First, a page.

Abstract 19297: Susceptibility Loci for Clinical CAD Predispose to Subclinical Coronary Atherosclerosis Throughout the Life Course
Recent genome wide association studies (GWAS) have identified 49 single nucleotide polymorphisms (SNPs) associated with clinically significant complications of CAD including myocardial infarction (MI), CABG, PCI, and/or angina. The mechanism by which these loci influence the risk of clinical CAD remains largely unclear. We hypothesized that variants at these loci collectively facilitate the formation of coronary plaque in a monotonic fashion throughout the life course. We used genetic data from dbGAP (SEA, FHS, and MESA) as well as from the Stanford-Kaiser ADVANCE study imputed to the 1000 genomes project to examine the association between a genetic risk score (GRS) of high-risk alleles at these 49 SNPs and the presence of subclinical atherosclerosis. Subclinical atherosclerosis was identified by either pathologic examination of the coronary arteries or by radiographic assessment of coronary artery calcification (CAC). We stratified white/European subjects within each study into one of five age groups (≤30, 31-45, 46-60, 61-75, >75 years) and defined cases as subjects with either any raised lesions in their right coronary artery on autopsy (SEA, 26.7% subjects aged 18 to 30 years at time of unexpected death) or with an age and sex specific CAC score >75th percentile (all other studies, age > 30 years). Among 1561 cases and 5068 controls, we found a one SD increase in the GRS was associated with a 28% increased risk of having advanced subclinical coronary atherosclerosis (p = 3.82 x 10-16). This increase in risk was significant in every age stratum (.01 > p > 9.4 x 10-7)and was remarkably similar across all age strata (p test of heterogeneity = 0.99). We obtained near identical results and levels of significance when we restricted the GRS to 33 SNPs not associated with traditional risk factors. Our findings strongly support the notion that susceptibility alleles for clinical CAD uncovered through large-scale meta-analysis of GWAS uniformly promote the development of coronary atherosclerosis from birth. This predisposition is sustained at a constant level throughout one’s lifetime. Given it is observed at the earliest stage of plaque formation, it is unlikely to involve a concurrent predisposition to plaque rupture and/or thrombosis.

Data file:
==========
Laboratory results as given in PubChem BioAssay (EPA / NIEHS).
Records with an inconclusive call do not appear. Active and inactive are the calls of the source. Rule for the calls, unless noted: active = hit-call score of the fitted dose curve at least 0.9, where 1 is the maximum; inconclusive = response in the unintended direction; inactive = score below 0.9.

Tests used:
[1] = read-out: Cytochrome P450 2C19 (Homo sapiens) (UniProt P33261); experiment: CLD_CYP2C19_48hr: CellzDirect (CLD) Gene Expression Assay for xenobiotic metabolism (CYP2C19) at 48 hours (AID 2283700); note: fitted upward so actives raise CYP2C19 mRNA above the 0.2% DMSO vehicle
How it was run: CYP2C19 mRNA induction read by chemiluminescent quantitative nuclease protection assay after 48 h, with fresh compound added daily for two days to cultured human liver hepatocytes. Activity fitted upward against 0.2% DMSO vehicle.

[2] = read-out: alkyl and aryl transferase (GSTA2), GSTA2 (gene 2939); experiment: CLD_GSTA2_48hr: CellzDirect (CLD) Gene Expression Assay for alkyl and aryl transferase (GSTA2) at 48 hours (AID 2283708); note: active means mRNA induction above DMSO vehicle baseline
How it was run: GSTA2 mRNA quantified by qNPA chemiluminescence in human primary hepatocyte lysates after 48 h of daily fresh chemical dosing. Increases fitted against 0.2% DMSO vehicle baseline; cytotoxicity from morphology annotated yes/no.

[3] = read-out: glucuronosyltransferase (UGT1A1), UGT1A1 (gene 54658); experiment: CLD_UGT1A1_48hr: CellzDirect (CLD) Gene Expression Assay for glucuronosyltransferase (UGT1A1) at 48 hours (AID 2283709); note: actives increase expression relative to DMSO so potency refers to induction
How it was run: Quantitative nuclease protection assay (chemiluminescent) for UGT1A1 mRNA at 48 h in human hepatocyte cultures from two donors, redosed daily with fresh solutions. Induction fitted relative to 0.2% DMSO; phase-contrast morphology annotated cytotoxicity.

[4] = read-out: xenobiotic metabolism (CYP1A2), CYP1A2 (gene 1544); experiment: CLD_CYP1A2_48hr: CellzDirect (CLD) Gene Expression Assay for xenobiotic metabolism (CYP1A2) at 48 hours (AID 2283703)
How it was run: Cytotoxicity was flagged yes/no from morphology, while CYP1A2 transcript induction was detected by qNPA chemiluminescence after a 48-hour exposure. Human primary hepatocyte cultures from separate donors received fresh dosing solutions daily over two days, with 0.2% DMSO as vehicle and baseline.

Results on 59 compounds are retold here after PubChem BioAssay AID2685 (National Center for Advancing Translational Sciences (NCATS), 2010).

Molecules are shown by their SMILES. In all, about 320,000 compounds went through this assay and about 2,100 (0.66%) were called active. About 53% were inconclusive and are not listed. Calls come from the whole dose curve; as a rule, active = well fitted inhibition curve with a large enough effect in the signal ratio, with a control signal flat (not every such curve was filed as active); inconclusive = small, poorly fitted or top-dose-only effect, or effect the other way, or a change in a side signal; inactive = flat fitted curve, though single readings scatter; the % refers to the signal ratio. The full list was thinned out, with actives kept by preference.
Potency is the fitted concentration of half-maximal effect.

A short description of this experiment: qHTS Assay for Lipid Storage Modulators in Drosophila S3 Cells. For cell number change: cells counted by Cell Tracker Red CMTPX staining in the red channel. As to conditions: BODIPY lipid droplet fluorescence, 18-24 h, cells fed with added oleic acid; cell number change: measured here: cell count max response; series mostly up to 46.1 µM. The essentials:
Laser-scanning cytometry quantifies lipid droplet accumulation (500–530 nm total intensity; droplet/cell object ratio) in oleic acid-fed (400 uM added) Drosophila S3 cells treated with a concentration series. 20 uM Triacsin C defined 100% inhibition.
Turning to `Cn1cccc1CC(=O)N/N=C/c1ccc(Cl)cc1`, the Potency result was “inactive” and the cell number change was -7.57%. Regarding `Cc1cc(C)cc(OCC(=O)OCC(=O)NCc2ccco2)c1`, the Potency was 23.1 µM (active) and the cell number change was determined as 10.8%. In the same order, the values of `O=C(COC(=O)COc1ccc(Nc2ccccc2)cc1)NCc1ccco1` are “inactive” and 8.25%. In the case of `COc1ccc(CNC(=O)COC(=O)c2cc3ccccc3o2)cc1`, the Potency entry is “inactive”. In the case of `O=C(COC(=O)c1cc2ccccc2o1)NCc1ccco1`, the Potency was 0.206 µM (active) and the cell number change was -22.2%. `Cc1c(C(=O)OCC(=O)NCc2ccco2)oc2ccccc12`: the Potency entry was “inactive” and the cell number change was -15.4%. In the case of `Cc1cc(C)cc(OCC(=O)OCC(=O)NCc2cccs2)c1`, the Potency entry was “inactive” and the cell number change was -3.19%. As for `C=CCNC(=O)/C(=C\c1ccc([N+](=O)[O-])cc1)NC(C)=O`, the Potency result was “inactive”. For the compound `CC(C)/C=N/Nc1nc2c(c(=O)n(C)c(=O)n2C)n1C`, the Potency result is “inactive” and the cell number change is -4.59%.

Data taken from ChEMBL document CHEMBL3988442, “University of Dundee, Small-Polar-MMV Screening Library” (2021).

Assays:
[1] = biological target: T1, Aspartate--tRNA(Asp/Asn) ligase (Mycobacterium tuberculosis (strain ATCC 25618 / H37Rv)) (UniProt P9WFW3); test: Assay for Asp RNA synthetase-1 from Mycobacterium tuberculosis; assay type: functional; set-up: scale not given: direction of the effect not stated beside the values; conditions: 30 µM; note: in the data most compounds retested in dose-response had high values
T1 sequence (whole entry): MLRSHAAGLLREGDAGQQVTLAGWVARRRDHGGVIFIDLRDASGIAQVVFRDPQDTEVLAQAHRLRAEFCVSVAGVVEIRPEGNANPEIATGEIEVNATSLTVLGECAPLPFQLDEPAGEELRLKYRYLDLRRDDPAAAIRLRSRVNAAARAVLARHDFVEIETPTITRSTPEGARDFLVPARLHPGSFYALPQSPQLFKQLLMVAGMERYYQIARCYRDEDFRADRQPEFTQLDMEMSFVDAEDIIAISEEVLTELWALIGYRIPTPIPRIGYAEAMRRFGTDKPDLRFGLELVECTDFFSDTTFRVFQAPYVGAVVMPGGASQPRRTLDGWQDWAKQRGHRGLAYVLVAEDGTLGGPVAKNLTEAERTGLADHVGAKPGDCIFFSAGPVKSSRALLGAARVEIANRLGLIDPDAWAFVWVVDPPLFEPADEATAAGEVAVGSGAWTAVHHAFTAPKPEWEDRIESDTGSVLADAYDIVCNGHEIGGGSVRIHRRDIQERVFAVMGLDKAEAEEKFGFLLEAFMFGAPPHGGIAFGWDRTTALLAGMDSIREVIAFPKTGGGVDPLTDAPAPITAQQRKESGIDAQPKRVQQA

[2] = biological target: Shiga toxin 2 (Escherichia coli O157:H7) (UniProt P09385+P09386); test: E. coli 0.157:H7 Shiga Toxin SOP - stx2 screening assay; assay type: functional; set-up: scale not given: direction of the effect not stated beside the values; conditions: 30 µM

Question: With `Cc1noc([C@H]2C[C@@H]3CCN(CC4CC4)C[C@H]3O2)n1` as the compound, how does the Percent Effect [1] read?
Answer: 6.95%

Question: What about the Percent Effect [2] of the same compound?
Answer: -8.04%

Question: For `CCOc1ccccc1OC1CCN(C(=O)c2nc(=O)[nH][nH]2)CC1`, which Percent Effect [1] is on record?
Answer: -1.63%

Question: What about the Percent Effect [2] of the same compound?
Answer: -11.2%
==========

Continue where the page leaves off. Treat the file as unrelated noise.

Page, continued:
Author Disclosures: E. Salfati: None. S. Nandkeolyar: None. S. Fortmann: None. S. Sidney: None. M.A. Hlakty: None. T. Quertermous: None. A.S. Go: None. C. Iribarren: None. B.A. Goldstein: None. T.L. Assimes: None.
- © 2014 by American Heart Association, Inc.